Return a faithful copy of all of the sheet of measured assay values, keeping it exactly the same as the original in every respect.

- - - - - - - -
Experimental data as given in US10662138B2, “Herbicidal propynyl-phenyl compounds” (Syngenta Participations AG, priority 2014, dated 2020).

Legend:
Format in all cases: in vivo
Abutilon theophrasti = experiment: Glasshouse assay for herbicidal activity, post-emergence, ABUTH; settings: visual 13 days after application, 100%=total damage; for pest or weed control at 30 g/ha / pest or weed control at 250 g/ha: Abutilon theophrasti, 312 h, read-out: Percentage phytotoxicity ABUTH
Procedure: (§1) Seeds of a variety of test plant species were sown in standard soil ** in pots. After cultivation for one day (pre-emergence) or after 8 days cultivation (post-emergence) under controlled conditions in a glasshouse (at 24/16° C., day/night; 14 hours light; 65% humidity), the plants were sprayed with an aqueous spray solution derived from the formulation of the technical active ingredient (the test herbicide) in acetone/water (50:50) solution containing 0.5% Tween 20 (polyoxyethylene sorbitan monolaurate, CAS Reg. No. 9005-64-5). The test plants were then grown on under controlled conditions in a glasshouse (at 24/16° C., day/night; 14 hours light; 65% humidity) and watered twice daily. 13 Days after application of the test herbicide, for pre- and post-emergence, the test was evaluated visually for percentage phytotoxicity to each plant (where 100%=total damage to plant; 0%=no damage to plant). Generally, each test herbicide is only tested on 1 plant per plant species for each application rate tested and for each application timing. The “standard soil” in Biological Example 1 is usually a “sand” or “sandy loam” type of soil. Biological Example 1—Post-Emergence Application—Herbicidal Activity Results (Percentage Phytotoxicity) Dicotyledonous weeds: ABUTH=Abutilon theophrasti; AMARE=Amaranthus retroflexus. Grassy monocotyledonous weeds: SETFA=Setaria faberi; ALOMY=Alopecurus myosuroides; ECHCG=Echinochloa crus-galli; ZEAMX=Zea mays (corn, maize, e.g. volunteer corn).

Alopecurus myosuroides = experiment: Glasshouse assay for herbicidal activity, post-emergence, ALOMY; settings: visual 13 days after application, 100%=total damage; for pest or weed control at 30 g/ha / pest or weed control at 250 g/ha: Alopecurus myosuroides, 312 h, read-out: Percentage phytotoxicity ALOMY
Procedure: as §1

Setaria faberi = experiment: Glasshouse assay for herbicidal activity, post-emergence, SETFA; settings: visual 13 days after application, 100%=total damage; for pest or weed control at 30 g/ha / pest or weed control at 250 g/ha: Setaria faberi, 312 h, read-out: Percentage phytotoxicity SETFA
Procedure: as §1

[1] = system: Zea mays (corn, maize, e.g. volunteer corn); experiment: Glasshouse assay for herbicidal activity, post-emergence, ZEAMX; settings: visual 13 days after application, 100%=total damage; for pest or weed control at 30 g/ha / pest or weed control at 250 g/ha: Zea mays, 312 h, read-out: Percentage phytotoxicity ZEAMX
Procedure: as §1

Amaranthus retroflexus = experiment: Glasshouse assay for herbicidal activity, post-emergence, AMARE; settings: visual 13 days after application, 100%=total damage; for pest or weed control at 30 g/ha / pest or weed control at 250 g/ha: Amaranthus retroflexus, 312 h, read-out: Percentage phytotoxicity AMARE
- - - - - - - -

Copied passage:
Experimental data as given in US10662138B2, “Herbicidal propynyl-phenyl compounds” (Syngenta Participations AG, priority 2014, dated 2020).

Legend:
Format in all cases: in vivo
Abutilon theophrasti = experiment: Glasshouse assay for herbicidal activity, post-emergence, ABUTH; settings: visual 13 days after application, 100%=total damage; for pest or weed control at 30 g/ha / pest or weed control at 250 g/ha: Abutilon theophrasti, 312 h, read-out: Percentage phytotoxicity ABUTH
Procedure: (§1) Seeds of a variety of test plant species were sown in standard soil ** in pots. After cultivation for one day (pre-emergence) or after 8 days cultivation (post-emergence) under controlled conditions in a glasshouse (at 24/16° C., day/night; 14 hours light; 65% humidity), the plants were sprayed with an aqueous spray solution derived from the formulation of the technical active ingredient (the test herbicide) in acetone/water (50:50) solution containing 0.5% Tween 20 (polyoxyethylene sorbitan monolaurate, CAS Reg. No. 9005-64-5). The test plants were then grown on under controlled conditions in a glasshouse (at 24/16° C., day/night; 14 hours light; 65% humidity) and watered twice daily. 13 Days after application of the test herbicide, for pre- and post-emergence, the test was evaluated visually for percentage phytotoxicity to each plant (where 100%=total damage to plant; 0%=no damage to plant). Generally, each test herbicide is only tested on 1 plant per plant species for each application rate tested and for each application timing. The “standard soil” in Biological Example 1 is usually a “sand” or “sandy loam” type of soil. Biological Example 1—Post-Emergence Application—Herbicidal Activity Results (Percentage Phytotoxicity) Dicotyledonous weeds: ABUTH=Abutilon theophrasti; AMARE=Amaranthus retroflexus. Grassy monocotyledonous weeds: SETFA=Setaria faberi; ALOMY=Alopecurus myosuroides; ECHCG=Echinochloa crus-galli; ZEAMX=Zea mays (corn, maize, e.g. volunteer corn).

Alopecurus myosuroides = experiment: Glasshouse assay for herbicidal activity, post-emergence, ALOMY; settings: visual 13 days after application, 100%=total damage; for pest or weed control at 30 g/ha / pest or weed control at 250 g/ha: Alopecurus myosuroides, 312 h, read-out: Percentage phytotoxicity ALOMY
Procedure: as §1

Setaria faberi = experiment: Glasshouse assay for herbicidal activity, post-emergence, SETFA; settings: visual 13 days after application, 100%=total damage; for pest or weed control at 30 g/ha / pest or weed control at 250 g/ha: Setaria faberi, 312 h, read-out: Percentage phytotoxicity SETFA
Procedure: as §1

[1] = system: Zea mays (corn, maize, e.g. volunteer corn); experiment: Glasshouse assay for herbicidal activity, post-emergence, ZEAMX; settings: visual 13 days after application, 100%=total damage; for pest or weed control at 30 g/ha / pest or weed control at 250 g/ha: Zea mays, 312 h, read-out: Percentage phytotoxicity ZEAMX
Procedure: as §1

Amaranthus retroflexus = experiment: Glasshouse assay for herbicidal activity, post-emergence, AMARE; settings: visual 13 days after application, 100%=total damage; for pest or weed control at 30 g/ha / pest or weed control at 250 g/ha: Amaranthus retroflexus, 312 h, read-out: Percentage phytotoxicity AMARE